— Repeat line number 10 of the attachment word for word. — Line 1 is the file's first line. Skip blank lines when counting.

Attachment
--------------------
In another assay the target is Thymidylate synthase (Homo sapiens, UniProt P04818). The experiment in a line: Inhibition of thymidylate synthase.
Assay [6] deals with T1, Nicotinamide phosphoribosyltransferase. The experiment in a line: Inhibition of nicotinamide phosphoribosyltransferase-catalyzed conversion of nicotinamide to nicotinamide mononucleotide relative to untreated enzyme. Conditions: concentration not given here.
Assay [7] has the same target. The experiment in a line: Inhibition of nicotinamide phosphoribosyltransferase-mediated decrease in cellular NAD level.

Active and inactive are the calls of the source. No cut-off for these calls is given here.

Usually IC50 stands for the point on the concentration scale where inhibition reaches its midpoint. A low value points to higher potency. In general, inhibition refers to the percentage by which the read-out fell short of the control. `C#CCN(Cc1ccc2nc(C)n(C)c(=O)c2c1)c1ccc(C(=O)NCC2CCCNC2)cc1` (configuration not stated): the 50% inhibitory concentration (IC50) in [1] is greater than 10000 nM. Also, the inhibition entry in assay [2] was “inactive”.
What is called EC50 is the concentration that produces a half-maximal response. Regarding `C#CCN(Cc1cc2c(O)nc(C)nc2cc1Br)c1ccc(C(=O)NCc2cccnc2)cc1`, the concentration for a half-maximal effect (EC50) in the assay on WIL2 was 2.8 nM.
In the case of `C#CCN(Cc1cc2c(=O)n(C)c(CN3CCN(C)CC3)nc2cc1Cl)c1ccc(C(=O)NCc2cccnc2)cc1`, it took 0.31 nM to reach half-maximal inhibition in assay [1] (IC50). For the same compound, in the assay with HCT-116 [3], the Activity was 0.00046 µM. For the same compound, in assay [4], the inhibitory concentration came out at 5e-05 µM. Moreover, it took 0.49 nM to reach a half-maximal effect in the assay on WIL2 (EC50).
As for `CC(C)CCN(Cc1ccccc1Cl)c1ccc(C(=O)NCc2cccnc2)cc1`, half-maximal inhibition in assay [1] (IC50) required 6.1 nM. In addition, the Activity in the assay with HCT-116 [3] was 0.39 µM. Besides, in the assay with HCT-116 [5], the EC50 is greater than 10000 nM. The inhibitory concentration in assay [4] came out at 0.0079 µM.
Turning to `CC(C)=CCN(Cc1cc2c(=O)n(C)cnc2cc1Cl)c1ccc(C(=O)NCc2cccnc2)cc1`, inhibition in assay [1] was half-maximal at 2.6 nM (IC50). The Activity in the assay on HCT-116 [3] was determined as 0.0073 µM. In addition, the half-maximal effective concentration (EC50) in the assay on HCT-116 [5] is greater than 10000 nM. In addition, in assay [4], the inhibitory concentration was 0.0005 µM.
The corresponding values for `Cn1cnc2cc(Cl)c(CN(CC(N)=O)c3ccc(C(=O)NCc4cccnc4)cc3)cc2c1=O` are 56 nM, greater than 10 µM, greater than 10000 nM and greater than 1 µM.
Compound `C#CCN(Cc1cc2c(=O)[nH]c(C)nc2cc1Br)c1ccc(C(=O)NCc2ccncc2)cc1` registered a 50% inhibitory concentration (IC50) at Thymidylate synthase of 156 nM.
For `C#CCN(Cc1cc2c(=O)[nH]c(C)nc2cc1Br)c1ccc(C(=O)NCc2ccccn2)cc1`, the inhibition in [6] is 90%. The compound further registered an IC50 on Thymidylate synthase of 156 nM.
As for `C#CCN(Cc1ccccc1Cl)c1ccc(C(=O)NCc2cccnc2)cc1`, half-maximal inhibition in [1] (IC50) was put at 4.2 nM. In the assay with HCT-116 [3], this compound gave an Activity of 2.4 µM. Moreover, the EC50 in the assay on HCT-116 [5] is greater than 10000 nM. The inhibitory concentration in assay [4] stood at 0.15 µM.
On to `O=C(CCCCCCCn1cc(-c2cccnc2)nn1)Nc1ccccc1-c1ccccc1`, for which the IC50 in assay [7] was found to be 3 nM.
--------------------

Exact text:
The corresponding values for `Cn1cnc2cc(Cl)c(CN(CC(N)=O)c3ccc(C(=O)NCc4cccnc4)cc3)cc2c1=O` are 56 nM, greater than 10 µM, greater than 10000 nM and greater than 1 µM.